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An ongoing staffing shortage at the county jail has officials seeking assistance from the New Mexico National Guard and exploring the use of interns from the University of New Mexico School of Medicine.
The Bernalillo County Commission on Tuesday approved an emergency resolution outlining several potential ways to boost the ranks at the county-run Metropolitan Detention Center, from better funding recruitment efforts to requesting outside manpower.
The county has had persistent difficulty hiring enough correctional officers to fully staff the facility, a problem only exacerbated by the pandemic.
And even more recently, a former jail nurse called into question the quality of medical care at the jail. She alleged in a federal court filing earlier this month that the county’s contracted jail medical provider – Corizon Health – has insufficient personnel to properly care for the inmate population.
The new emergency resolution vaguely notes that the present staffing shortage “has impacted some operations at the facility,” but does not provide specifics.
A county spokesman was unable Tuesday to provide details about how many positions are currently vacant in the facility.
Per the resolution, the county will ask the New Mexico National Guard to return 13 jail correctional officers who are currently out on National Guard duty, and to provide help carrying out non-correctional officer duties at the jail.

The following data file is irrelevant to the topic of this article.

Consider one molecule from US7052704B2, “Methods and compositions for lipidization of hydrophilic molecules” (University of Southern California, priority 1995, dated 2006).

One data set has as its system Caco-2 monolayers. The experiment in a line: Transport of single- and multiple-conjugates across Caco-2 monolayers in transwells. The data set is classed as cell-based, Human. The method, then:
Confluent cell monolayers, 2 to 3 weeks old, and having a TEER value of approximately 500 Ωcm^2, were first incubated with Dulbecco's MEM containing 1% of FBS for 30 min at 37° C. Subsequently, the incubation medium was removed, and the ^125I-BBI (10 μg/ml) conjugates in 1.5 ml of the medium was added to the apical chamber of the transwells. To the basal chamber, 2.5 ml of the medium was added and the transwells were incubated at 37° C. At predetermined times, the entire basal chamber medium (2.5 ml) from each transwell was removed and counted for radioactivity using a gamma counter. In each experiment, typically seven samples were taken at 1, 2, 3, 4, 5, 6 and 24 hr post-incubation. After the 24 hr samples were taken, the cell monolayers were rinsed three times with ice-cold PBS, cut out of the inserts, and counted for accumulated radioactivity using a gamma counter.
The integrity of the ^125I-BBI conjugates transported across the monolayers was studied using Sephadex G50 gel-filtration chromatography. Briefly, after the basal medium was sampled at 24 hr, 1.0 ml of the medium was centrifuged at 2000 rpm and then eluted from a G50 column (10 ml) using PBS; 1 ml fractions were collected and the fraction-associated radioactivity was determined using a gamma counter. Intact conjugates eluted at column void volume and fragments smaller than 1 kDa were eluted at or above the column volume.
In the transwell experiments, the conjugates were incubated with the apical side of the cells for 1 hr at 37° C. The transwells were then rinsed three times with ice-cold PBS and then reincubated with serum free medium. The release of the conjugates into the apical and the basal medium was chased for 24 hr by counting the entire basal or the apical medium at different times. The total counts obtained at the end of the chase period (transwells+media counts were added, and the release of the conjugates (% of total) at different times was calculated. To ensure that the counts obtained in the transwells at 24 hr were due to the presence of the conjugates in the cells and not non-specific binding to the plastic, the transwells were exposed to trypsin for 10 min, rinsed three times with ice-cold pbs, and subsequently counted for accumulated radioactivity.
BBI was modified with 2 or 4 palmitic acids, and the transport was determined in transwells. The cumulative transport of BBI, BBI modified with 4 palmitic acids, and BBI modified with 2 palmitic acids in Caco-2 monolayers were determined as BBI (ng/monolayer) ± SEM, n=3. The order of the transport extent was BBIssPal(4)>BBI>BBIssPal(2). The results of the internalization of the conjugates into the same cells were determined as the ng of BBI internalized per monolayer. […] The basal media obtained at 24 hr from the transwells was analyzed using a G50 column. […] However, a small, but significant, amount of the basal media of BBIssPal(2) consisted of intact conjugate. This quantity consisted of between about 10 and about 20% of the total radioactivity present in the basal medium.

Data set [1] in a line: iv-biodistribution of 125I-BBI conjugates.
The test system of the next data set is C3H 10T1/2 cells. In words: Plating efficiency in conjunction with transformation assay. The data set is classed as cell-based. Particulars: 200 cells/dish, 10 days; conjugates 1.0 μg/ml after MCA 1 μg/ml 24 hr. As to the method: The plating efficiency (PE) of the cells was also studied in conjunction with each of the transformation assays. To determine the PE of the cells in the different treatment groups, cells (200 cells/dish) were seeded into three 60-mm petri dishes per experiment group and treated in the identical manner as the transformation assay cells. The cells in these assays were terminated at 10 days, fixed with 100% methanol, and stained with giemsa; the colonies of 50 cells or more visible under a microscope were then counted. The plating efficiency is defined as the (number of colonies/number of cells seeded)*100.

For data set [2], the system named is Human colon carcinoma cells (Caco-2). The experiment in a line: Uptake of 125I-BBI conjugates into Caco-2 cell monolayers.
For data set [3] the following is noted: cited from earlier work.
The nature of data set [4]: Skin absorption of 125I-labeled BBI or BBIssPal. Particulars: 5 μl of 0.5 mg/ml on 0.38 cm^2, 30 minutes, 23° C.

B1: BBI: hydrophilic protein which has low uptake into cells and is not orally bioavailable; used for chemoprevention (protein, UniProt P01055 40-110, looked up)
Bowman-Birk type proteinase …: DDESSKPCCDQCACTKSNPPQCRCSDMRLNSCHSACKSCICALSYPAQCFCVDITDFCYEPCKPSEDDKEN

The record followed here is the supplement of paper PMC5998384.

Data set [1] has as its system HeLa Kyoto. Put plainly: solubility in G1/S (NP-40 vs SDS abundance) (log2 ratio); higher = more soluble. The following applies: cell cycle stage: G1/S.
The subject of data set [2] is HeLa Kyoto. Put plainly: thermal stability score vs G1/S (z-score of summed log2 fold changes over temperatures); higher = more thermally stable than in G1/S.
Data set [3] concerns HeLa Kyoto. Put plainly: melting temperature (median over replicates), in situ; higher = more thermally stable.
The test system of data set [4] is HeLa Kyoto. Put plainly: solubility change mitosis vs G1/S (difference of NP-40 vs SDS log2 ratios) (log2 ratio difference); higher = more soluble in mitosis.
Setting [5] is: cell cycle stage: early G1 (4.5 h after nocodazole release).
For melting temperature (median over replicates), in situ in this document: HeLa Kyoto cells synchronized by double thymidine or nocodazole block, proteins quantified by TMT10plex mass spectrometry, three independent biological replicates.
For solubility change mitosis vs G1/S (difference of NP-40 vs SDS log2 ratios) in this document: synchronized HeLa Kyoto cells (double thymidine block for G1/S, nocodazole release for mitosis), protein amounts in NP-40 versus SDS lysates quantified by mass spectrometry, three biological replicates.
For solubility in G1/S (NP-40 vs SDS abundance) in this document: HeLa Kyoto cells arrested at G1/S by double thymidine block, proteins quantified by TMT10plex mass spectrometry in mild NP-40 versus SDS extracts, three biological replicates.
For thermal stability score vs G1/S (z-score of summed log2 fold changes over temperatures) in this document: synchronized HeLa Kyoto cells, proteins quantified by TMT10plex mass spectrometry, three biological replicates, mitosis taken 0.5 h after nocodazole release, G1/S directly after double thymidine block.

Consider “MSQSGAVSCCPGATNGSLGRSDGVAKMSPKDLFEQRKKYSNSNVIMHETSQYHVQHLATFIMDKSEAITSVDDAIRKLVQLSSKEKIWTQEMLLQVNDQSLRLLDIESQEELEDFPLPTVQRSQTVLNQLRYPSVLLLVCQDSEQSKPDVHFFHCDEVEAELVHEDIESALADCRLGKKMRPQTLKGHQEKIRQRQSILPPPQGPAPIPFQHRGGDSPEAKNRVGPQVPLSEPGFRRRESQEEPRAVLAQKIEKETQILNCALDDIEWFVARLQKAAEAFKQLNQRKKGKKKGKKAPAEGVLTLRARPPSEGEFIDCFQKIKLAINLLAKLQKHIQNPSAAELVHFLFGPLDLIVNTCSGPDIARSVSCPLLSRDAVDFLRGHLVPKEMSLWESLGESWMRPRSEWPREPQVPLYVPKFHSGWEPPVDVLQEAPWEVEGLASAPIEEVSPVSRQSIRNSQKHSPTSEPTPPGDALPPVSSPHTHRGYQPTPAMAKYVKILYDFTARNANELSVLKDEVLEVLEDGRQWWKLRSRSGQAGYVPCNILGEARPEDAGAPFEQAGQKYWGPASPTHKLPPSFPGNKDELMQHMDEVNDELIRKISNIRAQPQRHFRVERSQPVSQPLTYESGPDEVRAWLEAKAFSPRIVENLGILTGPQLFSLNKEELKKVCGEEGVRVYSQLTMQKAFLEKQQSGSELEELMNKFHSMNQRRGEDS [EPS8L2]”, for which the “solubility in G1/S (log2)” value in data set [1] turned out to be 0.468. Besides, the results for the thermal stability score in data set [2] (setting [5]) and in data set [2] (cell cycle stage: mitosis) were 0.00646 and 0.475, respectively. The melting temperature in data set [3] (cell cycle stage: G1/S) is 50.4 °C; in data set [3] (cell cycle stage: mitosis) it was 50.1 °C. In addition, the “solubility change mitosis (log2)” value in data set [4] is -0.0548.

It also calls on the county to explore additional personnel boosts, such as temporarily transferring other county employees to the jail to help with administrative tasks and potentially requesting interns from the UNM School of Medicine. Such interns “may perform their internships at MDC and assist with medical needs,” the resolution says.
Officials will also consider options to increase funding for jail technology upgrades and the jail’s recruitment efforts.
The legislation also states that the jail will no longer hold out-of-county inmates unless they have a Bernalillo County hold and will require other jurisdictions to retrieve such inmates currently at the facility.
A county spokesman was unable to answer a Journal question about how many such inmates are presently at MDC.
The commission unanimously approved the resolution after a brief discussion during its Tuesday meeting.
Commissioner Charlene Pyskoty said the new MDC emergency resolution reflected ongoing, “behind-the-scenes” work and discussion about how to keep the jail running amid not only a staffing shortage, but also a recent ransomware attack that took many county systems offline and prompted a temporary lockdown at the jail.
“The county as a whole has been discussing this, finding through a very complicated complex situation the best way to go for the health and safety of our inmates and our staff,” she said.
While the county administration has not commented on the allegations that Corizon is insufficiently staffing MDC, Pyskoty briefly referenced the circumstances leading up to its contract last fall. She said the county was “under a crunch” because its previous jail medical contractor was pulling out of the facility early, but that the contract was vetted and went through “its due diligence.”